The Roundup

Roundup

Here is The Roundup, Edition 8, bringing you the best from around the web from the past two weeks!

Blast from the Past

A press release at the Wall Street Journal recently reported that three new studies have shown raw milk to be a low-risk food. These papers, along with dozens of others, were presented at the Canadian Centre for Disease Control in Vancouver. The presentation demonstrated how inappropriate evidence has been mistakenly used to support the “myth” that unpasteurized milk is a high-risk food. The scientific papers used quantitative microbial risk assessment (the gold-standard in food safety evidence) and demonstrated a low risk of illness from raw milk consumption for each of the following pathogens: Campylobacter, Shiga-toxin inducing E. coli, Listeria monocytogenes and Staphylococcus aureus. This low risk profile applied to healthy adults as well as members of more susceptible groups such as pregnant women, children and the elderly.

This report adds to the bulk of evidence suggesting that raw milk is a safe food, as I explained in my series, Raw Milk Reality. While many people believe that raw dairy is a healing superfood, others feel it is a dangerous and unnecessary risk to take. Normally, the government and the media dramatically overstate these risks, calling unpasteurized milk dangerous and unsafe for human consumption. However, as this report clearly shows, the fear over raw milk is largely unfounded. I strongly recommend checking out my series on raw milk if you’re still unconvinced about its relative safety.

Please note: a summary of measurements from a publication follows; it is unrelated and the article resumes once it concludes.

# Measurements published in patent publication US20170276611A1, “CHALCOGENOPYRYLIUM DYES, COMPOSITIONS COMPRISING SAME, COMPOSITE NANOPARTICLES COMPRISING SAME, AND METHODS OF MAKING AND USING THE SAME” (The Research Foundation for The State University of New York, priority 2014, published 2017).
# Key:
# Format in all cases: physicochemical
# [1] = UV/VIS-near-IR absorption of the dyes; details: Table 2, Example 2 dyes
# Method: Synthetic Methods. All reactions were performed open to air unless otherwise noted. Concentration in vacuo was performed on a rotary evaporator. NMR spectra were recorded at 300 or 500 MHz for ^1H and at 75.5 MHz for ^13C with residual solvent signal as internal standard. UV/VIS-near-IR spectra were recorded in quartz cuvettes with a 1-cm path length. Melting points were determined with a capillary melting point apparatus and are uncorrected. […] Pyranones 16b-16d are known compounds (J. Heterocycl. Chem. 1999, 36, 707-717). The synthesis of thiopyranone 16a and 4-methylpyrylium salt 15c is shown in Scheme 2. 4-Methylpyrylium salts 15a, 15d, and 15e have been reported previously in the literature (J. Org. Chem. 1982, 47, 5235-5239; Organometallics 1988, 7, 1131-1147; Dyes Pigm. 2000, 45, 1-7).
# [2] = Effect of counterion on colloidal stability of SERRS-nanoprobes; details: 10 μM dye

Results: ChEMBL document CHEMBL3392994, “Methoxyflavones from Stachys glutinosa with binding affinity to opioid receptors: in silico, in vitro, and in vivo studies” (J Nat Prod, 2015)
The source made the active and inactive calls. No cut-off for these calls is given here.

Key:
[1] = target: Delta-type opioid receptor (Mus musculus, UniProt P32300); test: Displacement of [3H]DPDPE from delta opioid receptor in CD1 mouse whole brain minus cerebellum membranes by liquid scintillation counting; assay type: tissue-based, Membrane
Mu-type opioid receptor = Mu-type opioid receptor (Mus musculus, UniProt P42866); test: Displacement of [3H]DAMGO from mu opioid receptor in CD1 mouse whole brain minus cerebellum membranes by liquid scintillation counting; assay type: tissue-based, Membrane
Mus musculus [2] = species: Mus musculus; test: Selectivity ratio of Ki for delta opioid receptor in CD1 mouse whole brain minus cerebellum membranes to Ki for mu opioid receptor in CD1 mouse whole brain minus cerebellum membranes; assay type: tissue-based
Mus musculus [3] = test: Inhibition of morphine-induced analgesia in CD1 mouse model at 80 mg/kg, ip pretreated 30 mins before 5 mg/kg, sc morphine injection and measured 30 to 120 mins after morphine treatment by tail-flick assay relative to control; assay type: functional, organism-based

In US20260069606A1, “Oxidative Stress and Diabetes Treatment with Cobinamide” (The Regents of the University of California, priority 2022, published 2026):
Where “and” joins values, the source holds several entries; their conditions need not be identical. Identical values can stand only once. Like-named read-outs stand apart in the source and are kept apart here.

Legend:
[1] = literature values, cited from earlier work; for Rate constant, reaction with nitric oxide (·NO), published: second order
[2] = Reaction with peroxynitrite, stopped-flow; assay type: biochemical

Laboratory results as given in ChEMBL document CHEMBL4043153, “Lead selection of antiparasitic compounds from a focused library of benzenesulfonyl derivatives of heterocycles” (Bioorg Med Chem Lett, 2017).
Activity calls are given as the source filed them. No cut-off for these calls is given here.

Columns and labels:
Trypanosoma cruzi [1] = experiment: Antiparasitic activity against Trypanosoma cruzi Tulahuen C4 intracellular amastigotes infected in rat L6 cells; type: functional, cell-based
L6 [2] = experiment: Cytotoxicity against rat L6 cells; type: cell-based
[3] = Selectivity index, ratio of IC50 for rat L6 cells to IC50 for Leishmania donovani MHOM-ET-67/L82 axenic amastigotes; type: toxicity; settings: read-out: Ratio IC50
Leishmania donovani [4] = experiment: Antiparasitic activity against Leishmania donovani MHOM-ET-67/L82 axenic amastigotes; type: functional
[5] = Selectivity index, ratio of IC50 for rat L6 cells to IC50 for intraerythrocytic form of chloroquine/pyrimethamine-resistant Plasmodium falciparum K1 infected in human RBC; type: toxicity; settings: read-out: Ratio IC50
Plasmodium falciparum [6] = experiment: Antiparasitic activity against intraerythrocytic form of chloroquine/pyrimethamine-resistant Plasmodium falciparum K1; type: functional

Research Report

  • The American Medical Association adopted a policy that officially labels obesity as a disease “requiring a range of medical interventions to advance obesity treatment and prevention.”
  • Another study using more advanced diagnostic methods finds that among vegetarians, up to 62% of pregnant women, 86% of children and 90% of elderly are B12 deficient. Not surprisingly, the highest rates of deficiency were observed among vegans and lifelong vegetarians.
  • New research demonstrates that pregnant mothers with diesel and/or mercury air pollution exposure are more likely to have autistic children.
  • Trends in cholesterol-lowering medication use show that the percentage of adults using cholesterol-lowering medication increased from 5% to 23% from the late 1980s through 2010, while the number of adults eating diets low in saturated fat increased from 25% to 41%. This is unfortunate given that statin drugs don’t extend lifespan in women, the elderly (>80 years of age), or men without pre-existing heart disease. See my recent “Diet-Heart Myth” series for more about cholesterol and heart disease.
  • Researchers found that short, moderately strenuous walks in the morning and after meals can improve 24-hour glycemic control in older and otherwise inactive adults.

Worth A Look

  • Robb Wolf takes on “Paleo Fantasy” – science says the Paleo diet is bunk, right? Think again.